There are three text inputs for a first name, last name, and email. There is a button to submit the information. Information is required for all three inputs and the email must have a valid format. The button is disabled until all three inputs are filled in.

The guts of the functionality consists of code responding to value and focus changes of the inputs. For example, the following code responds to changes in the value of inputs by setting an error (if necessary). It also disables the submit button if any of the inputs have an error.


switch(editText.getId()) {
case R.id.activity_main__txt_first:
if (mFirstFieldDirty && s.toString().trim().equals("")) {
} else {
if (
mFirstField.getText().toString().trim().equals("") ||
mLastField.getText().toString().trim().equals("") ||
) {
} else {

The key observation is that the application state, e.g., input error, is stored in the elements themselves and the code imperatively sets that state. This is much like web development about ten years ago; derisively referred to as jQuery spaghetti code.

note: While this code could be somewhat improved on, e.g., further collapsing repetitive code, this approach would still be fundamentally imperative.

While this particular example is fairly simple, the big challenge with this approach is that it becomes exponentially brittle (breakable code) as the complexity grows.

Facebook provides a more complete explanation of the challenges and solutions around building complex (user facing) applications.

Library Forms

Thinking that there had to be a better solution, I researched if there were Android libraries that simplify form management. The one that repeatedly came up was android-saripaar.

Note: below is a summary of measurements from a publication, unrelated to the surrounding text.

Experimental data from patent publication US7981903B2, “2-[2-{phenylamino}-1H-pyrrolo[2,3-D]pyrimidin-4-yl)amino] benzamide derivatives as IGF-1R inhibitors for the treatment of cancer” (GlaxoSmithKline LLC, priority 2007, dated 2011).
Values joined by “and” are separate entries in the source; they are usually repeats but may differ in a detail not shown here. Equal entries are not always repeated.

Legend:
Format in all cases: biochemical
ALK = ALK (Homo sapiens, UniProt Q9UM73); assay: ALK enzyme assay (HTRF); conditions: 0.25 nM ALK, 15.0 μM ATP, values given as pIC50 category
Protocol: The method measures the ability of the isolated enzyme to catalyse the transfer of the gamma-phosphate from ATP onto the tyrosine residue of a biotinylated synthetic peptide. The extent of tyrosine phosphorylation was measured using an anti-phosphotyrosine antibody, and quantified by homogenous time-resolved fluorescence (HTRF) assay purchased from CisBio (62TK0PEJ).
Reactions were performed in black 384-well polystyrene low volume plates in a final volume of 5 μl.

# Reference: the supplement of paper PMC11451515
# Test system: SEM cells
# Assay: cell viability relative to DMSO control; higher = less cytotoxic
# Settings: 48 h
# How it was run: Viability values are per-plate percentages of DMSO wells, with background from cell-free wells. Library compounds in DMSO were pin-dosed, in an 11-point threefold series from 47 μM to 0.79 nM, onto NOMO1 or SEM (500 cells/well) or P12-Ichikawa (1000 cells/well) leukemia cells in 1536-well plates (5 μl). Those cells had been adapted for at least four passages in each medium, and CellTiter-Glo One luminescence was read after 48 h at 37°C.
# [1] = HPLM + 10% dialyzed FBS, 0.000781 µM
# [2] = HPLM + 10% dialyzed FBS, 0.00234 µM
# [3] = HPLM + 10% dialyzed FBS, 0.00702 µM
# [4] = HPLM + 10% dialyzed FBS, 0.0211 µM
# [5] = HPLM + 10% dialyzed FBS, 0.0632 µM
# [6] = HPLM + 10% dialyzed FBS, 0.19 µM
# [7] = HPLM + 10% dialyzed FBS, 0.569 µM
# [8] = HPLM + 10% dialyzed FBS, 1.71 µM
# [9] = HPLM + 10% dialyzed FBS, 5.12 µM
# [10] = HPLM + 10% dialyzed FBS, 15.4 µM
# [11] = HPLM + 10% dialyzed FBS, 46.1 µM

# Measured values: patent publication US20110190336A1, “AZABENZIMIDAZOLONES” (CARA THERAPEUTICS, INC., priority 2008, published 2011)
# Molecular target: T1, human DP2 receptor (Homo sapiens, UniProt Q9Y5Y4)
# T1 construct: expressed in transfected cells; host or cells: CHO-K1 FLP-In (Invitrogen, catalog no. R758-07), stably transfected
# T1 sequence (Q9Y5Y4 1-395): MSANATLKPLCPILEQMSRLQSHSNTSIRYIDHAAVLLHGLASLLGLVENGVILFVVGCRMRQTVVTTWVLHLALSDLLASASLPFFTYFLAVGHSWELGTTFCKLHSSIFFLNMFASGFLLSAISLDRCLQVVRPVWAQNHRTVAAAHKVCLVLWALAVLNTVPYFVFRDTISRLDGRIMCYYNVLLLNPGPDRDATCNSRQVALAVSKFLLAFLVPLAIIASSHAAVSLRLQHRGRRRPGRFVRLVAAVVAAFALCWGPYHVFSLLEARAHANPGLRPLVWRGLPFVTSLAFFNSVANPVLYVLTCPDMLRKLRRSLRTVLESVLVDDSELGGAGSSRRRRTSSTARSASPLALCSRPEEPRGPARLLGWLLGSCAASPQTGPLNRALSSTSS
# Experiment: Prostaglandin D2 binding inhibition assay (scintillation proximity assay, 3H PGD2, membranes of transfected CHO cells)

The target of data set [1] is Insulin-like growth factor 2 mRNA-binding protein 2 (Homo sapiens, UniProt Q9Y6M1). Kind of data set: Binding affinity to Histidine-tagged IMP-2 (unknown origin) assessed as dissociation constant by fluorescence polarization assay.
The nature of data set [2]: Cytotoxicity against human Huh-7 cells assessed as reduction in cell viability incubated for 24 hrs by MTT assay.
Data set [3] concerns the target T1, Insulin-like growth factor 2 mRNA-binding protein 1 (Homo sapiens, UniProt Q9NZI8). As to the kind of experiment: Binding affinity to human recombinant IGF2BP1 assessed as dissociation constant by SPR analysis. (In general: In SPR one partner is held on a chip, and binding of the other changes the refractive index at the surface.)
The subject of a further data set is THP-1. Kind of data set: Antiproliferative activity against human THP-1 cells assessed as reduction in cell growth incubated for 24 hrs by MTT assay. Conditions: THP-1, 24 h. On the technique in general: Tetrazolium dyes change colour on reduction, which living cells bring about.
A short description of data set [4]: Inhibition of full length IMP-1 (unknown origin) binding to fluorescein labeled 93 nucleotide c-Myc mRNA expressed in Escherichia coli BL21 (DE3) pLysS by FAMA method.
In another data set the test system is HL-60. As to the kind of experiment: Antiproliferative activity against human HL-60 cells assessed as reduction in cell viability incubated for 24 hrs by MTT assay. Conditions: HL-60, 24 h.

This second example has the same functionality as the first; just implemented an Android application with the android-saripaar library. While the resultant code is significantly shorter and easier to maintain, it still essentially shares the same imperative approach as our first example; in the end the state is stored in the elements and managed imperatively as we see below:


@NotEmpty(message = "Required")
private EditText mFirstField;
@NotEmpty(message = "Required")
private EditText mLastField;
@Email(message = "Valid Email Required")
private EditText mEmailField;
public void onValidationSucceeded() {
public void onValidationFailed(List<ValidationError> errors) {
for (ValidationError error : errors) {
View view = error.getView();
String message = error.getCollatedErrorMessage(this);
if (view instanceof EditText) {
switch(view.getId()) {
case R.id.activity_main__txt_first:
if (mFirstFieldDirty)
((EditText) view).setError(message);
public void onTextChanged(CharSequence s, int start, int before, int count) {